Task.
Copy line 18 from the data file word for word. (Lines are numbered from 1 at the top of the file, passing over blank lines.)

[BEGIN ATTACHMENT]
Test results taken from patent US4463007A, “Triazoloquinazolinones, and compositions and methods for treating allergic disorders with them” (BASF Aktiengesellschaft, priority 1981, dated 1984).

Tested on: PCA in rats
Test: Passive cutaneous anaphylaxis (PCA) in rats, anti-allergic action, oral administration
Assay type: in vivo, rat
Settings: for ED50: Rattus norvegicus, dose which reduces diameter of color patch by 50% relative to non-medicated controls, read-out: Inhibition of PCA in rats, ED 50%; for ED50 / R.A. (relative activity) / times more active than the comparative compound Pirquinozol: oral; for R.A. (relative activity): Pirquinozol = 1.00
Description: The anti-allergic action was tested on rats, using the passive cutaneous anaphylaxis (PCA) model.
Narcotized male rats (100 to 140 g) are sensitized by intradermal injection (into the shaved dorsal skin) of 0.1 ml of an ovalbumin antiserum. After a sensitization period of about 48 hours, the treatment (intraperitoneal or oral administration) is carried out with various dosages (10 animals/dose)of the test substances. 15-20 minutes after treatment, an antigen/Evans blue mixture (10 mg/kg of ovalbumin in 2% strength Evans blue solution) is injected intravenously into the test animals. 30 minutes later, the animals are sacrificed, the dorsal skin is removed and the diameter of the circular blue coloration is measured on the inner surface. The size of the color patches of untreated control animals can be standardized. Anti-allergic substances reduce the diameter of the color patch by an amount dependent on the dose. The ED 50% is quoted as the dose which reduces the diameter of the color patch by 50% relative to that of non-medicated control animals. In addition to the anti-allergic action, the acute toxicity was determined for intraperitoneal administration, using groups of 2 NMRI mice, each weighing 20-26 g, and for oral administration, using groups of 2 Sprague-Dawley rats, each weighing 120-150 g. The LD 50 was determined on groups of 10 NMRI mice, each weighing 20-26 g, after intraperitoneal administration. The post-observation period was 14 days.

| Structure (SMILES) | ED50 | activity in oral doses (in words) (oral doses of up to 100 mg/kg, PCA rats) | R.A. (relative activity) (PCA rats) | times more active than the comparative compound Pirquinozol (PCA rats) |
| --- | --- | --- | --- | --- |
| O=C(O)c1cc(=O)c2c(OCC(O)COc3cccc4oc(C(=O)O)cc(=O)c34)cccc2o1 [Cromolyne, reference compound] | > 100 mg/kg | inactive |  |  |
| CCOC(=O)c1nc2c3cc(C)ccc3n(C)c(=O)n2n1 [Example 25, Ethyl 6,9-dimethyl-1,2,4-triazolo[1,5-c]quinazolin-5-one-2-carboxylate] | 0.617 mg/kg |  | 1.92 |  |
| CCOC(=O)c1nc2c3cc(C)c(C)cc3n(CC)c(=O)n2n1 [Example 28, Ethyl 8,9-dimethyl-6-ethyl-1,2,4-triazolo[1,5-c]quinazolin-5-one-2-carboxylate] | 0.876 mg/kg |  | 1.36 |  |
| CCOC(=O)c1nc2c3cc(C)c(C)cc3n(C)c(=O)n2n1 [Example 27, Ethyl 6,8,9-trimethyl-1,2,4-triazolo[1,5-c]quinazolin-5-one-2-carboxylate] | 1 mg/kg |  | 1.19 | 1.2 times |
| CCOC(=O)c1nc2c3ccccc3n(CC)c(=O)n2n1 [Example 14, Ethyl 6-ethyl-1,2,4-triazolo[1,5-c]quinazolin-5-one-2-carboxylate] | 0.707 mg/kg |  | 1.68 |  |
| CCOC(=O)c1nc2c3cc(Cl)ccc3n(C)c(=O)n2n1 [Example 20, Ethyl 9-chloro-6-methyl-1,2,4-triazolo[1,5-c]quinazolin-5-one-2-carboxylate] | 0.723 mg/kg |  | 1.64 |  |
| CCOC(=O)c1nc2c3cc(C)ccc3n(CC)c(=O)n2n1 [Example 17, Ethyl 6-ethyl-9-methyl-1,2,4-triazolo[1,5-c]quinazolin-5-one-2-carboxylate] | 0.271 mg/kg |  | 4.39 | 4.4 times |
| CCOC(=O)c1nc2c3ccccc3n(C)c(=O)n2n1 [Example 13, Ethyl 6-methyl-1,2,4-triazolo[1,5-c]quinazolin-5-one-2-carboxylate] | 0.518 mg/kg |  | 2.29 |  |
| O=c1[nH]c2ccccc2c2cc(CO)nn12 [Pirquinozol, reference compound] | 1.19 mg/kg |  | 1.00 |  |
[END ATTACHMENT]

| O=c1[nH]c2ccccc2c2cc(CO)nn12 [Pirquinozol, reference compound] | 1.19 mg/kg |  | 1.00 |  |